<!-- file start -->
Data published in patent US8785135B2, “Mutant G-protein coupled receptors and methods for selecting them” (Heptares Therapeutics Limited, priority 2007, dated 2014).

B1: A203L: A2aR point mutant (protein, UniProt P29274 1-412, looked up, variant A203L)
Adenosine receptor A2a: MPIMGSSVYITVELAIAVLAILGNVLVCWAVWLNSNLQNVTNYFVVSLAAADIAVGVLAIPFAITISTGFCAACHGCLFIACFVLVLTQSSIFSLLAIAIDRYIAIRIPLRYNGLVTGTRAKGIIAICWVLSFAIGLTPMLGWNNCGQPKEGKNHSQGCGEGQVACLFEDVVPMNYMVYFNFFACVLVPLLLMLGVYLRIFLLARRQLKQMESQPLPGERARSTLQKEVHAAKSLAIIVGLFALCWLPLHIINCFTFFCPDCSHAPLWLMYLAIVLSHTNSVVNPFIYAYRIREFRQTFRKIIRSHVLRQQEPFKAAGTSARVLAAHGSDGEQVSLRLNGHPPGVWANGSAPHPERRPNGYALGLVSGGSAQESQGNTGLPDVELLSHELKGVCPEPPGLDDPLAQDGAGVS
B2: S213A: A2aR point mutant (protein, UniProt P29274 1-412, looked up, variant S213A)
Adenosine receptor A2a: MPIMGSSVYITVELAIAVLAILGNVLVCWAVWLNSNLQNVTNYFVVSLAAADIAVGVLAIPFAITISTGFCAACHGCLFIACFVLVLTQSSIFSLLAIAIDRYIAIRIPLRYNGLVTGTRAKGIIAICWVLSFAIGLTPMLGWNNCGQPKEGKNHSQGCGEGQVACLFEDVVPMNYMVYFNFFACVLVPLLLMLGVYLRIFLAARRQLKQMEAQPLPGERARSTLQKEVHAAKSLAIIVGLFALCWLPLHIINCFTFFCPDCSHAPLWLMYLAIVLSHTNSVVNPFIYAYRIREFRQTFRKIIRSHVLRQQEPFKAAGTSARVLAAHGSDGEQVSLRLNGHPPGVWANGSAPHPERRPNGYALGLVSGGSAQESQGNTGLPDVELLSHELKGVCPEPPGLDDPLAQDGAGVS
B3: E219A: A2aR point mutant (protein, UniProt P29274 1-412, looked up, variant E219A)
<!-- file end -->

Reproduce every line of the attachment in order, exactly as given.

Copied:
Data published in patent US8785135B2, “Mutant G-protein coupled receptors and methods for selecting them” (Heptares Therapeutics Limited, priority 2007, dated 2014).

B1: A203L: A2aR point mutant (protein, UniProt P29274 1-412, looked up, variant A203L)
Adenosine receptor A2a: MPIMGSSVYITVELAIAVLAILGNVLVCWAVWLNSNLQNVTNYFVVSLAAADIAVGVLAIPFAITISTGFCAACHGCLFIACFVLVLTQSSIFSLLAIAIDRYIAIRIPLRYNGLVTGTRAKGIIAICWVLSFAIGLTPMLGWNNCGQPKEGKNHSQGCGEGQVACLFEDVVPMNYMVYFNFFACVLVPLLLMLGVYLRIFLLARRQLKQMESQPLPGERARSTLQKEVHAAKSLAIIVGLFALCWLPLHIINCFTFFCPDCSHAPLWLMYLAIVLSHTNSVVNPFIYAYRIREFRQTFRKIIRSHVLRQQEPFKAAGTSARVLAAHGSDGEQVSLRLNGHPPGVWANGSAPHPERRPNGYALGLVSGGSAQESQGNTGLPDVELLSHELKGVCPEPPGLDDPLAQDGAGVS
B2: S213A: A2aR point mutant (protein, UniProt P29274 1-412, looked up, variant S213A)
Adenosine receptor A2a: MPIMGSSVYITVELAIAVLAILGNVLVCWAVWLNSNLQNVTNYFVVSLAAADIAVGVLAIPFAITISTGFCAACHGCLFIACFVLVLTQSSIFSLLAIAIDRYIAIRIPLRYNGLVTGTRAKGIIAICWVLSFAIGLTPMLGWNNCGQPKEGKNHSQGCGEGQVACLFEDVVPMNYMVYFNFFACVLVPLLLMLGVYLRIFLAARRQLKQMEAQPLPGERARSTLQKEVHAAKSLAIIVGLFALCWLPLHIINCFTFFCPDCSHAPLWLMYLAIVLSHTNSVVNPFIYAYRIREFRQTFRKIIRSHVLRQQEPFKAAGTSARVLAAHGSDGEQVSLRLNGHPPGVWANGSAPHPERRPNGYALGLVSGGSAQESQGNTGLPDVELLSHELKGVCPEPPGLDDPLAQDGAGVS
B3: E219A: A2aR point mutant (protein, UniProt P29274 1-412, looked up, variant E219A)